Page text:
Most competitions seek to identify the cream of the crop, but in this contest, if you submit cream, it means you’ve missed a whole bunch of important steps. We’re talking, of course, about the US Championship Cheese Contest, and as the dust settled on last week’s three day competition, Wisconsin cheesemakers came out on top, including locking down the coveted Grand Champion Cheese award, given to Sartori Reserve Black Pepper BellaVitano from master cheesemaker Mike Matucheski.
Antigo, Wisconsin’s Sartori – who also took top honors in this biennial competition back in 2009 – says its BellaVitano is “inspired by traditional, Italian farmstead cheese” and the Black Pepper version accents the cheese’s “rich, nutty, creamy” notes with “a spicy zestiness that’s nothing to sneeze at.” According to the USA Today Network, after his win, Matucheski thanked everyone involved in the cheesemaking process, including “those wonderful cows.”
Matucheski wasn’t the only one with Wisconsin cows to thank. The cheese-loving state swept the top three spots in this year’s contest, the first time that’s happened since 2011. An aged cheddar from Weyauwega, Wisconsin’s Agropur was named First Runner Up. And Marieke Gouda from Thorp, Wisconsin, was named Second Runner Up with its Marieke Gouda Belegen. Should all of the Sartori Reserve Black Pepper BellaVitano get eaten, the runners-up will assume that cheese’s duties.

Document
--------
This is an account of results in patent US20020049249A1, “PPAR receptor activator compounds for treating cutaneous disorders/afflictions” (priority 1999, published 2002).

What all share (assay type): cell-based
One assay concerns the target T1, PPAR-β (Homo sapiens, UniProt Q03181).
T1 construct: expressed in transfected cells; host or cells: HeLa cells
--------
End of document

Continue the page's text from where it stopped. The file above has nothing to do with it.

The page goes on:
Despite the contest receiving a record 2,303 total entries from around the country this year, Wisconsin still accounted for about 50 percent of them and was able to win 60 percent of the 303 class awards given to cheeses of all different varieties. Though, for what it’s worth, the competition is organized by the Wisconsin Cheese Makers Association and was held at Green Bay’s Lambeau Field – giving Wisconsin cheeses about as literal of a home-field advantage as one could imagine.
Still, Suzanne Fanning, Vice President, National Product Communications, of the Wisconsin Milk Marketing Board boasted in a press release anyway. “It's further proof that Wisconsin not only makes the most cheese in the country, but the very best cheese, as well,” she said. Hey, don’t hate the cheese; hate the game.
This story originally appeared on Food and Wine.
This article originally appeared in Foodandwine.com